Georgia’s workers’ compensation system is compulsory, which means most employers in the state are required to provide their employees with workers’ compensation insurance. Disability benefits provided through workers’ compensation are available to workers whose injuries leave them either temporarily or permanently disabled, thereby affecting their ability to work and earn an income. One portion of GA’s workers’ compensation system designates benefits for workers who are injured on the job and, as a result of the injury, are left with a disability that is partial in character but permanent in quality. These are called permanent partial disability (PPD) benefits. If you have suffered from a physical disability caused by an on-the-job injury in Marietta, contact our workers’ compensation lawyers at Rechtman & Spevak to discuss your compensation options.
Permanent Partial Disability Defined
Permanent partial disability benefits in Georgia are designed to compensate an injured worker for the permanent physical impairment sustained to a body part, or the body as a whole, as a result of an on-the-job injury. Compared to temporary total disability (TTD) benefits and temporary partial disability (TPD) benefits, which are paid to injured workers as compensation for lost wages due to their workplace injury, Atlanta PPD benefits are intended as compensation for the entire loss of a body part, the loss of the use of a body part, or impairment to the injured worker’s body as a whole. PPD benefits under Georgia’s workers’ compensation laws are only payable after an injured worker is no longer receiving TTD or TPD benefits.
Determining Permanent Partial Disability in Georgia
If you are injured on the job in Georgia, your first course of action should be to report the injury to your employer, as this is a necessary step in collecting adequate medical benefits or disability benefits for your injury down the line. In order to receive these benefits, you must first be examined by one of a panel of approved physicians, whose report will have a significant impact on the disability benefits you are eligible for. Once your physician assigns a PPD rating to your injury, your employer’s insurance company must pay weekly income benefits equal to two-thirds of your average weekly wage for the number of weeks dictated by the percentage of bodily loss. The Georgia Workers’ Compensation Act provides formulas for calculating the benefits you are owed when a doctor gives you a permanent partial disability rating.
Collecting PPD Benefits for Workplace Injuries in Atlanta
In Georgia, payments for permanent partial disability are made based on a percentage of the worker’s wage, subject to a weekly maximum. To determine the percentage of impairment caused by the workplace injury, the authorized treating physician must consult the American Medical Association’s (AMA) Guides to the Evaluation of Permanent Impairment. For example, if your on-the-job accident caused an injury to your arm, your doctor will apply his knowledge of your condition and necessary treatment to the AMA Guides in order to determine the percentage of your impairment. This percentage, which could be 15% as an example, is then matched with the number of weeks of disability payments dictated by Georgia law. Payments can range from 20 weeks for a toe injury to 300 weeks for a back injury or whole body impairment. You can use our Permanent Partial Disability Calculator to determine what your impairment rating is worth.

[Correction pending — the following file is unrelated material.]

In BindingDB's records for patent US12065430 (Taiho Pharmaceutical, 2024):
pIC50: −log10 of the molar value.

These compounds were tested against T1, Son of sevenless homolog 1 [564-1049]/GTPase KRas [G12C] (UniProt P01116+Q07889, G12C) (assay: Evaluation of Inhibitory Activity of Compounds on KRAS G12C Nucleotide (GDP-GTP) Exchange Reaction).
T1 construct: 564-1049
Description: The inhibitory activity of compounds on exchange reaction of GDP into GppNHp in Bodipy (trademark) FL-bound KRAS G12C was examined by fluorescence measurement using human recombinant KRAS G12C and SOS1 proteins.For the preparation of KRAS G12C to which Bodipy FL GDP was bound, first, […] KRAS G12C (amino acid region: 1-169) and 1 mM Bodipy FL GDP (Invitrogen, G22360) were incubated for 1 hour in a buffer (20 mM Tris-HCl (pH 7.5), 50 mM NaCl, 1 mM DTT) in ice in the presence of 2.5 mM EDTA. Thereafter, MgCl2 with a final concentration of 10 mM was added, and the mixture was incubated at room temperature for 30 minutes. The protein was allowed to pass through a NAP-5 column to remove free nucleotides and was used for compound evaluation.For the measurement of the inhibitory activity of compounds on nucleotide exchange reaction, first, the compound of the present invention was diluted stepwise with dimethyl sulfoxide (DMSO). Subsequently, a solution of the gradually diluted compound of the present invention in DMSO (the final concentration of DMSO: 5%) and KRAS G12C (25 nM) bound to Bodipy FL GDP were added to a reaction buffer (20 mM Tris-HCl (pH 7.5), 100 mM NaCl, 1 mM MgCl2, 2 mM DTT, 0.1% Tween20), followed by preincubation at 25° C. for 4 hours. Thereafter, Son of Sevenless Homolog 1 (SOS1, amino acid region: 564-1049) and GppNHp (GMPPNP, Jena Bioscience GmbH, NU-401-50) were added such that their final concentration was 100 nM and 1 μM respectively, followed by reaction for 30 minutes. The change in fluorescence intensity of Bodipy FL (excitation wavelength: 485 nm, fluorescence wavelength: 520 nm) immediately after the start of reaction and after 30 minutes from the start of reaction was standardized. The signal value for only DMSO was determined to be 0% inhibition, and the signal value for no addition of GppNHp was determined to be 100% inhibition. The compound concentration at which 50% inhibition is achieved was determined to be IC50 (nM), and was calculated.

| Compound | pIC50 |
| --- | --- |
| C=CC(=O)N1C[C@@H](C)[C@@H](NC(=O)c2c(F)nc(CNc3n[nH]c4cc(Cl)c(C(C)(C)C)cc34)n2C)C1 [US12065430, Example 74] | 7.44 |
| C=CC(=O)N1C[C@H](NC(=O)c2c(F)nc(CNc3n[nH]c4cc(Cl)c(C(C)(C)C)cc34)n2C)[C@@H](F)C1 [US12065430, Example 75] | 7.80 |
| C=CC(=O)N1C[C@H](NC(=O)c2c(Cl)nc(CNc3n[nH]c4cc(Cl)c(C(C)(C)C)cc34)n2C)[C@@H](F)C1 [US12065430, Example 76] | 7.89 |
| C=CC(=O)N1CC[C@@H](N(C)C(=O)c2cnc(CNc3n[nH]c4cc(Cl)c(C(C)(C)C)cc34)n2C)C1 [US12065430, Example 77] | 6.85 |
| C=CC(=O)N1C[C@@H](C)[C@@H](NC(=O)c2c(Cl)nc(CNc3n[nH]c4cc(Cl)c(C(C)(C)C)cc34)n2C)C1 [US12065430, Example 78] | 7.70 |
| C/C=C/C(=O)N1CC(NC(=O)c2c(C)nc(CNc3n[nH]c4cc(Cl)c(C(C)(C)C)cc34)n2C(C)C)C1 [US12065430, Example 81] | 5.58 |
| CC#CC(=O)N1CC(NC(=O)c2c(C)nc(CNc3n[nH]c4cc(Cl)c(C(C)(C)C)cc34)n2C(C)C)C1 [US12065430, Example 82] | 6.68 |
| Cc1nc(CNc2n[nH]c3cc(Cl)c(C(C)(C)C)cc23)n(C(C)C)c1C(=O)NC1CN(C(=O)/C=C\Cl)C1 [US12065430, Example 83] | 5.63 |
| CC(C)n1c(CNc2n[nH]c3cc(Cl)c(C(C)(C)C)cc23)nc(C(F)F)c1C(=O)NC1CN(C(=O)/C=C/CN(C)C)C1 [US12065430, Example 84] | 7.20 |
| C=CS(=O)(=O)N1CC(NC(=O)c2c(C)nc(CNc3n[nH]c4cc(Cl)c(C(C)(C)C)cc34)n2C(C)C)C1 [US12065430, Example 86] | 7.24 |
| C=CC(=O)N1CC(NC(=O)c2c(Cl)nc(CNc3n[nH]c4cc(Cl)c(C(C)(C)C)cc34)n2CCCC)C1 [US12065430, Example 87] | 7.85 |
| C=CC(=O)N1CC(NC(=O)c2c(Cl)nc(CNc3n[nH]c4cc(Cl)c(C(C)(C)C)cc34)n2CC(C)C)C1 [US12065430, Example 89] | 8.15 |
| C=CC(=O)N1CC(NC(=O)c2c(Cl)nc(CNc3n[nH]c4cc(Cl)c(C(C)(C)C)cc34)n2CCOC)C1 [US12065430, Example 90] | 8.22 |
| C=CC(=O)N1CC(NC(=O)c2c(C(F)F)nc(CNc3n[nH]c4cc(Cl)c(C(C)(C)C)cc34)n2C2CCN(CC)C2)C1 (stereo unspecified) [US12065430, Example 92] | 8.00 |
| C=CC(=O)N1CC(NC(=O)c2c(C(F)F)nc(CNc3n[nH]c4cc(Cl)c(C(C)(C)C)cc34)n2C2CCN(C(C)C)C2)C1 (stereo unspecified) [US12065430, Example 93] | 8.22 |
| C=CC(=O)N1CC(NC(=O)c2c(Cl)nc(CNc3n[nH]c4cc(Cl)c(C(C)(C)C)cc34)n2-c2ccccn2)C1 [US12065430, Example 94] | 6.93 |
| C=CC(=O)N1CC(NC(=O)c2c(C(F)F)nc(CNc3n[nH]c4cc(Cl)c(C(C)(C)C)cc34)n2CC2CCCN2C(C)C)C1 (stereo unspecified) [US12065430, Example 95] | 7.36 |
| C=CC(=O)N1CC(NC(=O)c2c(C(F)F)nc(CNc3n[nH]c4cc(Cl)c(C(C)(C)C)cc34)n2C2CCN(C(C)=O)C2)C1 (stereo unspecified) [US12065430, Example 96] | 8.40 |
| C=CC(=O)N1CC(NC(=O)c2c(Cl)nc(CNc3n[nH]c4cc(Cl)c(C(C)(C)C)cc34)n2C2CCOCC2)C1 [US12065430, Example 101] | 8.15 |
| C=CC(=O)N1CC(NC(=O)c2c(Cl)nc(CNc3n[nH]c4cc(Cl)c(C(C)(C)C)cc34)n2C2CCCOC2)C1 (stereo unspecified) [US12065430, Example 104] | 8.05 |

Contact a GA Disability Benefits Attorney For Help
Permanent partial disability benefits are payable to workers who sustain permanent injuries on the job, even if the worker never misses a day of work or loses any wages due to a workplace injury. If you have sustained a serious workplace injury in Georgia, and you believe you are entitled to permanent partial disability benefits, contact our qualified workers’ compensation attorneys at Rechtman & Spevak to discuss your legal options. On-the-job injuries that result in a PPD rating can severely affect a worker’s ability to perform his or her duties at work and may even inhibit the worker’s ability to earn an income. Unfortunately, many injured workers are denied PPD benefits, simply because the workers’ compensation insurance carrier is trying to protect its bottom line. With the help of an experienced disability benefits lawyer in Atlanta however, injured workers can protect their legal rights and pursue the compensation they deserve.